Der verminderte Septimenakkord (Berlin, 1854)

Geschichte des Septimen-akkordes (Berlin, 1854)

Geschichte der griechischen Musik (Berlin, 1855/R)

Harmoniesystem (Leipzig, 1860, 2/1895)

Die neue Harmonielehre im Streit mit der alten (Leipzig, ?1860)

Geschichte des Clavierspiels und der Clavierlitteratur (Stuttgart, 1863, enlarged 2/1879; Eng. trans., 1893/R); ed. M. Seiffert as Geschichte der Klaviermusik (Leipzig, 1899/R)


E.M. Bowman, ed.: Bowman’s-Weitzmann’s Manual of Musical Theory (New York, 1877, 2/1905)

R.W. Wason: ‘Progressive Harmonic Theory in the Mid-Nineteenth Century’, JMR, viii (1988), 55–90

D. Hennig: ‘Weitzmann and the Liszt Machine’, MMA, xvi (1989), 109–34

R.T. Laudon: ‘The Debate about Consecutive Fifths: a Context for Brahms’s Manuscript “Oktaven und Quinten”’, ML, lxxiii (1992), 48–61

R.E. Rudd: Karl Friedrich Weitzmann’s Harmonic Theory in Perspective (diss., Columbia U., 1992)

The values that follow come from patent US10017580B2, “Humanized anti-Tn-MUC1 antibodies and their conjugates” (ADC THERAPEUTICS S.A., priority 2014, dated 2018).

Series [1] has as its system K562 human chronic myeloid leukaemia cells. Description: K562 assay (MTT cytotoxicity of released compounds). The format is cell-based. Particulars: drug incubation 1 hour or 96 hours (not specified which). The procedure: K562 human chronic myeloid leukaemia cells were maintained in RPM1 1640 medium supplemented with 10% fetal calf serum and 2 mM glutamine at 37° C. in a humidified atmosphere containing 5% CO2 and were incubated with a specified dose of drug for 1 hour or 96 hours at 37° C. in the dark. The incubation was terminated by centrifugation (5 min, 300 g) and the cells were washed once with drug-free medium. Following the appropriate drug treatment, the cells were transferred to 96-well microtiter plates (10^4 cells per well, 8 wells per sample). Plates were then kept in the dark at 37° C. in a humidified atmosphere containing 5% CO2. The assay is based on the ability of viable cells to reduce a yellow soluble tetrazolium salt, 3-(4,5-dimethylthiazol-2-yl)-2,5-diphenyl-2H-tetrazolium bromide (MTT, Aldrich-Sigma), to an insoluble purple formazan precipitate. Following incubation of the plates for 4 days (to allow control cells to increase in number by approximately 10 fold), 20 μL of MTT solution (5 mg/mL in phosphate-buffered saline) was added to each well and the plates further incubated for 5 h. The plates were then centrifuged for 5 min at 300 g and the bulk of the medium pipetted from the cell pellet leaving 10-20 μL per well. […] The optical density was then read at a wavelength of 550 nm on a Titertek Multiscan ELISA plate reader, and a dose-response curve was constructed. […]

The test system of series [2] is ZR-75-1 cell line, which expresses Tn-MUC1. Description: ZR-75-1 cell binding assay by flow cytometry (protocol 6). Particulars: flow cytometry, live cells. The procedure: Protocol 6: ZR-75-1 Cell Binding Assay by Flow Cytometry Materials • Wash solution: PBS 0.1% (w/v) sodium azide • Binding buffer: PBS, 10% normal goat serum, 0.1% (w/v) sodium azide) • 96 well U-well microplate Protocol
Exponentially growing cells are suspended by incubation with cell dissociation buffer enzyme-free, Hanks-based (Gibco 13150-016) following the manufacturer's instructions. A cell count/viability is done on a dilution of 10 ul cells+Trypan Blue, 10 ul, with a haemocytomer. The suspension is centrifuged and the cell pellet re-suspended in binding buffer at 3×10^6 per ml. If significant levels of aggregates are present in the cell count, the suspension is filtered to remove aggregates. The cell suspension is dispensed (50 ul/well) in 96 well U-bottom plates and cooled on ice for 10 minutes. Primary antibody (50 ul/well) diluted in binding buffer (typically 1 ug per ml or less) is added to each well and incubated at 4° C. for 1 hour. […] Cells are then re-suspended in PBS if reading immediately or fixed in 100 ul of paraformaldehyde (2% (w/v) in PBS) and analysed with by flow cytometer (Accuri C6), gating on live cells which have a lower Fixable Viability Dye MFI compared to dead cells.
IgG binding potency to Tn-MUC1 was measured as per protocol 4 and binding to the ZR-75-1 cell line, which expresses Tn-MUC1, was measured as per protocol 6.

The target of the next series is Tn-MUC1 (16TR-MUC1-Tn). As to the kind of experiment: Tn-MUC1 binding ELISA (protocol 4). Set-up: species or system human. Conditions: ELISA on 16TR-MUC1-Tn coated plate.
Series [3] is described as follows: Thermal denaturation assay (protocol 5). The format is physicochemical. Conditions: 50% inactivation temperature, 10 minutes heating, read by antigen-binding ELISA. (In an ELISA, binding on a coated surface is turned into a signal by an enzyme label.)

D. Harrison: Harmonic Function in Chromatic Music (Chicago and London, 1994)

R.L. Todd: ‘Franz Liszt, Carl Friedrich Weitzmann, and the Augmented Triad’, The Second Practice of Nineteenth-Century Tonality, ed. W. Kinderman and H.M. Krebs (Lincoln, NE, 1996), 153–77

R. Cohn: ‘Maximally Smooth Cycles, Hexatonic Systems, and the Analysis of Late-Romantic Triadic Progressions’, MAn, xv (1996), 9–40

R. Cohn: ‘Weitzmann’s Regions, My Cycles, and Douthett’s Dancing Cubes’, Music Theory Spectrum, xxii/1 (2000), 99–104